Beaver found shot in face released back into the wild

A bullet to the animal's face had taken out his top two incisors, the front teeth beavers use to chew down trees.

A beaver found shot in the face has been released back into the wild after months of rehabilitation.

The animal was discovered badly hurt by a member of the public in Perthshire on January 15.

A bullet to his face had taken out his top two incisors, the front teeth beavers use to chew down trees.

The Scottish SPCA took the creature into its care at the charity’s National Wildlife Rescue Centre where he was named Fig and underwent an extensive rehabilitation programme.

Fig was successfully released back in to the wild at the Argaty Red Kites Centre.

The centre’s manager Chris Hogsden said: “Fig was found wandering at the side of the road by a member of the public.

“He was shot in the face, taking out his top two incisors and wounding his face.

“Luckily the root wasn’t damaged so his teeth grew back during his time with us.”

Some small fragments of shrapnel had to be left inside with vets concluding trying to remove them would present a greater risk to Fig.

Fig was successfully released back in to the wild at the Argaty Red Kites Centre.

Mr Hogsden said it was rare for a beaver to come into the SSPCA’s care.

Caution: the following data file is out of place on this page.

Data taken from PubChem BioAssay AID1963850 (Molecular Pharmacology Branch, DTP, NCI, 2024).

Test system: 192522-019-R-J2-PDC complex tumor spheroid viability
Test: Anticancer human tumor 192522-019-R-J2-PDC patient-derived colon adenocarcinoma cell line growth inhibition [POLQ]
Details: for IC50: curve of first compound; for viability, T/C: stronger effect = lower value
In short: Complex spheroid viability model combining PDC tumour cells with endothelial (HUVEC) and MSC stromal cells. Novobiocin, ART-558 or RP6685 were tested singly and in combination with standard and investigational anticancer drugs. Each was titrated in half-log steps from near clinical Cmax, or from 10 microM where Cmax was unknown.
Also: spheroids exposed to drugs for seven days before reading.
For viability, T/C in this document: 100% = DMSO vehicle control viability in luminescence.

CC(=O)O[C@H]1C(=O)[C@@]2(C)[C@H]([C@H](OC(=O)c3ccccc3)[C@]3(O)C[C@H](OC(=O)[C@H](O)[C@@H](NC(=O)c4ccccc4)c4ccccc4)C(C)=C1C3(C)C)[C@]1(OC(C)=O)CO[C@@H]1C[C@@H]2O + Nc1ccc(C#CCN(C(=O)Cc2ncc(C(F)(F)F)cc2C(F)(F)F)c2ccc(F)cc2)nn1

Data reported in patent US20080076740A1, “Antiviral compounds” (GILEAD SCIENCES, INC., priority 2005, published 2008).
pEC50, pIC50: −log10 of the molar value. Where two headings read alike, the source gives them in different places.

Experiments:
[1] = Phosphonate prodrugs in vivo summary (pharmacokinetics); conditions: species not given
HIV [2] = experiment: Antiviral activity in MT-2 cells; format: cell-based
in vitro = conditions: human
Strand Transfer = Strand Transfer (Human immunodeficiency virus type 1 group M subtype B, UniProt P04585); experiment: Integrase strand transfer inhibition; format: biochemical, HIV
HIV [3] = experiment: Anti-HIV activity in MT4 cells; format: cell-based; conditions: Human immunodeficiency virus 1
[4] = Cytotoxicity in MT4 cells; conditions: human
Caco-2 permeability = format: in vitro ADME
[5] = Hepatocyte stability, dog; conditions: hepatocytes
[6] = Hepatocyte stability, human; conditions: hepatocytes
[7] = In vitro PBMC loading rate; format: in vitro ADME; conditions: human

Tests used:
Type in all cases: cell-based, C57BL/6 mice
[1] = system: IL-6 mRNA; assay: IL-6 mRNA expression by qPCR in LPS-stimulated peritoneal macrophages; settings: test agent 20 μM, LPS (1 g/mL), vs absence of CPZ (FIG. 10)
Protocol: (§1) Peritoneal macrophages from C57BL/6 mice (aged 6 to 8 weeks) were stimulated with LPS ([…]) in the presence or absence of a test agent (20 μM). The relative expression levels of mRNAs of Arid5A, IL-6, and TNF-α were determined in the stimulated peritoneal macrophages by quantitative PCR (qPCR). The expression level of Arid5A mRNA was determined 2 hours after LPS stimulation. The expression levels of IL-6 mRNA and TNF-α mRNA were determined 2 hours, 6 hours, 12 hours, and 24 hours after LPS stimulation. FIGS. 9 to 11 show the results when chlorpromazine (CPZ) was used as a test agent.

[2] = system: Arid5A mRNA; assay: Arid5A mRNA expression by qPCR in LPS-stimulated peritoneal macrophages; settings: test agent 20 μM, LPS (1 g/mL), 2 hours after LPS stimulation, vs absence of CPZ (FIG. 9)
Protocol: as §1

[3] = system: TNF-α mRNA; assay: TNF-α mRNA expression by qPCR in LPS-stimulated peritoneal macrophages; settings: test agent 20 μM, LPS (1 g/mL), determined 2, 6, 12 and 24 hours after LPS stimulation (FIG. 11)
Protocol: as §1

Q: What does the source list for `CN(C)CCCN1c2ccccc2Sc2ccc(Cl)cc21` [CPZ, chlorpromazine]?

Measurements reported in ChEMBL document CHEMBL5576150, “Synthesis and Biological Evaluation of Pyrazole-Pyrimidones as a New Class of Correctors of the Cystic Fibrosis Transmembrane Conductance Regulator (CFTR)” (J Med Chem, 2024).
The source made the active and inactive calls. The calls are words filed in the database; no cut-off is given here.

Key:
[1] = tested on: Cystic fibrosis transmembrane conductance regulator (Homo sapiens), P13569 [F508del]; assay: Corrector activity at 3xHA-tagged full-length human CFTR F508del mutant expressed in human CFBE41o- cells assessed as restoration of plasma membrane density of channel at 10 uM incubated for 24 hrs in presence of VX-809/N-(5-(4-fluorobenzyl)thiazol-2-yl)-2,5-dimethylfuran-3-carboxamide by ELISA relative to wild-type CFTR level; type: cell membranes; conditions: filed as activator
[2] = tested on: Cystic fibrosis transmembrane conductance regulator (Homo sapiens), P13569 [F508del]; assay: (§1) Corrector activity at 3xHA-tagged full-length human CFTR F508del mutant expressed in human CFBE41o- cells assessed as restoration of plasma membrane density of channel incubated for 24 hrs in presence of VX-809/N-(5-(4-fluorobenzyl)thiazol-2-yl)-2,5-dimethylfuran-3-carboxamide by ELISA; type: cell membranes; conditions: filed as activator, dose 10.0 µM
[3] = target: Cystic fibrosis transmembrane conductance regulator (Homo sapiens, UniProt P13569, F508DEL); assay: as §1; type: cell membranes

“Since 2020, we have only had three beavers come into our wildlife hospital for rehabilitation,” he said.

“It has been amazing to see Fig go from strength to strength under the care of our dedicated team.

Fig was successfully released back in to the wild at the Argaty Red Kites Centre with the landowner’s permission on March 18 along with a female beaver in collaboration with The Beaver Trust.

Mr Hogsden said it was vital that any shot beaver is x-rayed and sent for post-mortem. The charity would like to see this become mandatory as a condition of licensing.

Fig was successfully released back in to the wild at the Argaty Red Kites Centre.

Dr Roisin Campbell-Palmer, head of restoration at the Beaver Trust, said she hoped that Fig and the female will bond and be able to “life free from conflict”.

“His incredible recovery is a testament to the hard work the SSPCA team has put into his rehabilitation,” she said.

Tom Bowser of Argaty Red Kites called Fig’s injury “appalling” and said the station was pleased to have worked with the SSPCA and Beaver Trust to release him back into the wild.

“This has been a happy ending to a shameful incident which underlines, once again, huge animal welfare concerns regarding the shooting of beavers,” he said.

“We hope that the Scottish Government now implements recommendations of its own Animal Welfare Commission report, such as banning the shooting of beavers over water, as well as making the recovery of beavers for post-mortem examination a mandatory condition of licensing. Stories like Fig’s cannot go unaddressed.”

If anyone is concerned about an animal, you can contact our confidential animal helpline on 03000 999 999.

“If you come across a beaver kit that you suspect has been orphaned, please monitor from a safe distance. If no parent returns, contact our helpline for advice,” Mr Hogsden said, “Please do not attempt to pick up the kit yourself.”

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